Scientists discover massive ‘extragalactic structure’ behind Milky Way

Astronomers have discovered a huge extragalactic structure lurking in an unexplored region of space far beyond the center of the Milky Way.

This phantom region, known as the zone of avoidance, is a white spot on our map of the universe, occupying 10% to 20% of the night sky. The reason we can’t see it – at least with ordinary visible-light telescopes – is that the Milky Way’s bulging center blocks our view of it; the center of our galaxy is so dense with stars, dust and other matter (will open in a new tab) that light from the zone of avoidance is scattered or absorbed before it reaches terrestrial telescopes.

However, researchers are more fortunate to unlock the zone’s secrets with telescopes that can detect infrared radiation. (will open in a new tab) A form of energy invisible to the human eye, but powerful enough to shine through dense clouds of gas and dust. Infrared studies of the zone of avoidance have found evidence of thousands of individual galaxies shining through the cosmic fog, although little is known about large-scale structures lurking there.

Now, according to a study published October 28 in the preprint database, researchers have combined data from several of these infrared surveys to reveal the most colossal structure ever found in the zone of avoidance. (will open in a new tab). (This study has not yet been peer-reviewed, although it has been submitted to the journal Astronomy and Astrophysics for review.)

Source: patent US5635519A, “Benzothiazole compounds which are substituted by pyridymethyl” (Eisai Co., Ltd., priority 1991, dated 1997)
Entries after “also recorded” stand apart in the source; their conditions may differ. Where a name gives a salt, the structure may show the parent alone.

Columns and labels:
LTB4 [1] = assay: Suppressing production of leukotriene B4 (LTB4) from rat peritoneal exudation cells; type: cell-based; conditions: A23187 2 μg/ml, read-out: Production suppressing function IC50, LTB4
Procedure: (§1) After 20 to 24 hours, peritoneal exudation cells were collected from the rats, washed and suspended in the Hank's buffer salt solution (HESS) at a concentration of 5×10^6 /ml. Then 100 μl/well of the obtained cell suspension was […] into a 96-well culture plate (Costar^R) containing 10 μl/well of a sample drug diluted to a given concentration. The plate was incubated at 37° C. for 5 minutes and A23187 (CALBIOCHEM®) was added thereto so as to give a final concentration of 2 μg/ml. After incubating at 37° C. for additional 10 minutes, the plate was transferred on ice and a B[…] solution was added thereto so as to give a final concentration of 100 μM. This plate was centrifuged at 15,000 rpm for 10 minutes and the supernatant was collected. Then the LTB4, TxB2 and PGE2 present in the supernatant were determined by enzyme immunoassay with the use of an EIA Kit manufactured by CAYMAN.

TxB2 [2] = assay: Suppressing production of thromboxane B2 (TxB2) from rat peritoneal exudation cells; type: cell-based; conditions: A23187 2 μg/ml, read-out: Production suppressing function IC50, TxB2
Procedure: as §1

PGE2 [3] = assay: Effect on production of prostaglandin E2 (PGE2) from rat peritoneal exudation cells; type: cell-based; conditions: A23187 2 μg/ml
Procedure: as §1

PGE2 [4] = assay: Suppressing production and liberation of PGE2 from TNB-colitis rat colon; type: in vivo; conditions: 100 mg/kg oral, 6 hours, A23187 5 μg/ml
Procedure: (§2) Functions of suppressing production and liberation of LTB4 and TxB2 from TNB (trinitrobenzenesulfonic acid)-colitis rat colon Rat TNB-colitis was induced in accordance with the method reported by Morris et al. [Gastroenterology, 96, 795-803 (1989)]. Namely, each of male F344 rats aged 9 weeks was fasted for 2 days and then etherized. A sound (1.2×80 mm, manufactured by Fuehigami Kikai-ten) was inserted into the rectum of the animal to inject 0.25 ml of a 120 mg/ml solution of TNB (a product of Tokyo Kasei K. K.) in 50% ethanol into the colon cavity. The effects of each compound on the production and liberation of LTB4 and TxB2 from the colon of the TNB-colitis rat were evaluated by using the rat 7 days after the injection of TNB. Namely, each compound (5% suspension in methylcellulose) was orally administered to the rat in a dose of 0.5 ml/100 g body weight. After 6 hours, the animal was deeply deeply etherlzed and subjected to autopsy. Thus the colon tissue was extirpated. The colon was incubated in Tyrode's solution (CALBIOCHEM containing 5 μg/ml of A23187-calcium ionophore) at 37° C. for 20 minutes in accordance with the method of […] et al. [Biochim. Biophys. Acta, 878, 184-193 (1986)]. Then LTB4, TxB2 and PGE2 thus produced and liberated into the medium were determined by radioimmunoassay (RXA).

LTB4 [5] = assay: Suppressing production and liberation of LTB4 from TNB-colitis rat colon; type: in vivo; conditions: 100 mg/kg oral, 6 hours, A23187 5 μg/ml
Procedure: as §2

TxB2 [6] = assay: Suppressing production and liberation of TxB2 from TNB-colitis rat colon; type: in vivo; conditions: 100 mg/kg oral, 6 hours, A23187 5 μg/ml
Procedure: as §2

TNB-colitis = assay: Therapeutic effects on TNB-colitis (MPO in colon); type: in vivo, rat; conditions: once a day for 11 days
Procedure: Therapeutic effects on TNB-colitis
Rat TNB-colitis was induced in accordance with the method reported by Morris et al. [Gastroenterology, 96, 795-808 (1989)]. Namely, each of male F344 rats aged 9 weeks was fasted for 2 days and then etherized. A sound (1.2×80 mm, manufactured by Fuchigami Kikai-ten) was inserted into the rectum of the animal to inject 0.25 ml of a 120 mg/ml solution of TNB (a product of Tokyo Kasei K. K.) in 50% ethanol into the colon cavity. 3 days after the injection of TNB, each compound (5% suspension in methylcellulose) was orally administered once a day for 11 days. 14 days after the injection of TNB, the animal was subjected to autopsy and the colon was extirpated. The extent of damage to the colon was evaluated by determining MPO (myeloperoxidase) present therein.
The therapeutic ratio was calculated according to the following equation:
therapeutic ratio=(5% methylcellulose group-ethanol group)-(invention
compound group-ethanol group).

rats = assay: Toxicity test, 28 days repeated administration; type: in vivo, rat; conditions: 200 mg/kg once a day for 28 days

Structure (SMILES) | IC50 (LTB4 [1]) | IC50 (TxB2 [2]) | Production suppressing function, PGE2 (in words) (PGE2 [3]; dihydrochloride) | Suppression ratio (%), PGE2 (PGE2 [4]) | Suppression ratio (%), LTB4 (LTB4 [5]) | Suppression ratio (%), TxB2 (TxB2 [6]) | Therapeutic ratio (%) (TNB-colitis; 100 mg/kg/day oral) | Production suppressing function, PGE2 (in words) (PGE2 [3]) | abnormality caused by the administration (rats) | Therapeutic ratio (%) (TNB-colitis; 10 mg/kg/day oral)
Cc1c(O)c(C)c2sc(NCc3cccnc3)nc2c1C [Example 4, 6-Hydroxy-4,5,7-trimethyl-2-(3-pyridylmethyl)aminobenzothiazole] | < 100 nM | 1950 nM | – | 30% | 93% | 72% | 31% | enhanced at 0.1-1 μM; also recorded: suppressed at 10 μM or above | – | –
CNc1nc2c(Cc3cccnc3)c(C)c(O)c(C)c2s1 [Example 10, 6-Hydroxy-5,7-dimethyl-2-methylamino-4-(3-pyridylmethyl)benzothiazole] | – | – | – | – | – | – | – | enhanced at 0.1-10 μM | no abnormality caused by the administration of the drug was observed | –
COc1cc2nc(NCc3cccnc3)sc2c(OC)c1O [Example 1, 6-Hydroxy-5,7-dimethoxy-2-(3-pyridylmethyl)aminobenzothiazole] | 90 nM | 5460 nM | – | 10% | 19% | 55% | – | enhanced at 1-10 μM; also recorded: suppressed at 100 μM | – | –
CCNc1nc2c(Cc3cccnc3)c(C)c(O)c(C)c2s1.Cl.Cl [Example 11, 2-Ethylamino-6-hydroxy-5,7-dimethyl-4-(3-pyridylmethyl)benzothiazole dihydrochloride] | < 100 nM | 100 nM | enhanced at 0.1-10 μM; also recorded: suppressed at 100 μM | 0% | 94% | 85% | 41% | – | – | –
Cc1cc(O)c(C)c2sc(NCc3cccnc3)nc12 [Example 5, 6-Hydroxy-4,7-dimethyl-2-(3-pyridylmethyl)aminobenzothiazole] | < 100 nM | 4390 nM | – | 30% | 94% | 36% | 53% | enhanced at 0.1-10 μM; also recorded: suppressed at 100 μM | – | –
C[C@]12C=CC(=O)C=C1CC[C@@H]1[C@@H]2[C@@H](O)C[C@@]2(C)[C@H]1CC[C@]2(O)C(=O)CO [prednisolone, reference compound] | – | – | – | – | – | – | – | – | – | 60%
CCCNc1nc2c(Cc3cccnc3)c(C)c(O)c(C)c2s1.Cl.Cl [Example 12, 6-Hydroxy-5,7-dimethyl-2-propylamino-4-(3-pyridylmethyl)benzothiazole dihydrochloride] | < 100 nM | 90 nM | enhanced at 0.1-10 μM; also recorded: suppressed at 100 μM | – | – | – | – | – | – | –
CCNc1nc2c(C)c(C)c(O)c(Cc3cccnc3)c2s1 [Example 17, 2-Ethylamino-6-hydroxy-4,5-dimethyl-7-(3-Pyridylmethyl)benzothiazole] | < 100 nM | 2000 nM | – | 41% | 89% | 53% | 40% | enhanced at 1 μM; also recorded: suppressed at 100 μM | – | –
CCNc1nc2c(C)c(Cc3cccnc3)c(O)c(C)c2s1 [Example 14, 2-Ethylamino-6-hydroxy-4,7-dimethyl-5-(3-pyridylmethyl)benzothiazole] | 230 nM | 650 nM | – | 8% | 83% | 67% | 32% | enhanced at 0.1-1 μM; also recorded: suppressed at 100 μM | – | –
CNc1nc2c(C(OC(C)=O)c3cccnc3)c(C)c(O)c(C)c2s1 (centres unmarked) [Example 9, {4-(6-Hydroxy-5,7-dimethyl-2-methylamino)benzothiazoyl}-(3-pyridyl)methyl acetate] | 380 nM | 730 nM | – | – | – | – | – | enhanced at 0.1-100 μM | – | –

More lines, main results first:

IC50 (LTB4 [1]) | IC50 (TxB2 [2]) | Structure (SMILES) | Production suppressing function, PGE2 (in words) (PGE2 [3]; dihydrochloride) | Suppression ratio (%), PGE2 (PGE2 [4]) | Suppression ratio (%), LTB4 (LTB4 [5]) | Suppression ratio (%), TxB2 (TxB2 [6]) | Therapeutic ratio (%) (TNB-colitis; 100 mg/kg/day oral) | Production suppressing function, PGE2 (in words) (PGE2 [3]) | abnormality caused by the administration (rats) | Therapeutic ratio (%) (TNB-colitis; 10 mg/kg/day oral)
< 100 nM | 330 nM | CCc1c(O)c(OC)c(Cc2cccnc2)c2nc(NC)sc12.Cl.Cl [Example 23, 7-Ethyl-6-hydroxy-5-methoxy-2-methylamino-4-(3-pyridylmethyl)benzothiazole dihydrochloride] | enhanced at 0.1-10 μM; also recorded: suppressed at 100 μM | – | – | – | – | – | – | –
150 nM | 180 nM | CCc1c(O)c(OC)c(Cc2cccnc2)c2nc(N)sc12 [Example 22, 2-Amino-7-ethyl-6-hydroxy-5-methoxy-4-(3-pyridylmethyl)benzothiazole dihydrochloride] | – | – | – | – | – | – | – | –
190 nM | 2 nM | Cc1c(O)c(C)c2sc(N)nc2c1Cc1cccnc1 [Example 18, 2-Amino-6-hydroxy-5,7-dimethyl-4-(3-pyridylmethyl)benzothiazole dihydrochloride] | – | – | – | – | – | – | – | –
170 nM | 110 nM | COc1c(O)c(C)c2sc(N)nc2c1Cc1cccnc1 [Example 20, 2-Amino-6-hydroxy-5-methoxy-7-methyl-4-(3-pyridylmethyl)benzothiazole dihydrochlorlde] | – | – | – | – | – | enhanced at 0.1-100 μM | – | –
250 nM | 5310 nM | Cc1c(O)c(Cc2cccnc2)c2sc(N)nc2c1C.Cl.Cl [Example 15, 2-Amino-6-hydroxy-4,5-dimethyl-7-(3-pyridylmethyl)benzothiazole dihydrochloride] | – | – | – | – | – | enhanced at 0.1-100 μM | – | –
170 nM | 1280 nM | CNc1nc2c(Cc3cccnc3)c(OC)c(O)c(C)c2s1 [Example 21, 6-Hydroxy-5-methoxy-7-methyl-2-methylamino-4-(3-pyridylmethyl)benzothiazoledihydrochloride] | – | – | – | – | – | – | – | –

The mysterious structure, located about 3 billion light-years from Earth, is a large cluster of galaxies united by a common center of gravity. Using observations from the VVV Survey — a survey that studies the Milky Way’s central bulge in infrared using the Visible and Infrared Astronomy Survey Telescope in Chile — the authors of the study found evidence that at least 58 galaxies are clustered together in a small patch of the zone. avoidance.

Clusters of galaxies are the largest gravitationally bound objects in the universe; the largest known clusters contain hundreds of thousands of galaxies clustered together. Unfortunately, it’s impossible to tell how wide or massive the newly discovered cluster is, given the vast distances and countless obstacles between the cluster’s stars and Earth.

However, the mere discovery of this colossal object shows that the zone of avoidance may not be as incomprehensible as previously thought. Future infrared exploration, including potential observations by the James Webb Space Telescope, which has already used its infrared camera to take the deepest image of the universe. (will open in a new tab) to date – should help scientists uncover hidden secrets beyond the bulge of the Milky Way.

This story was originally published on Live Science.

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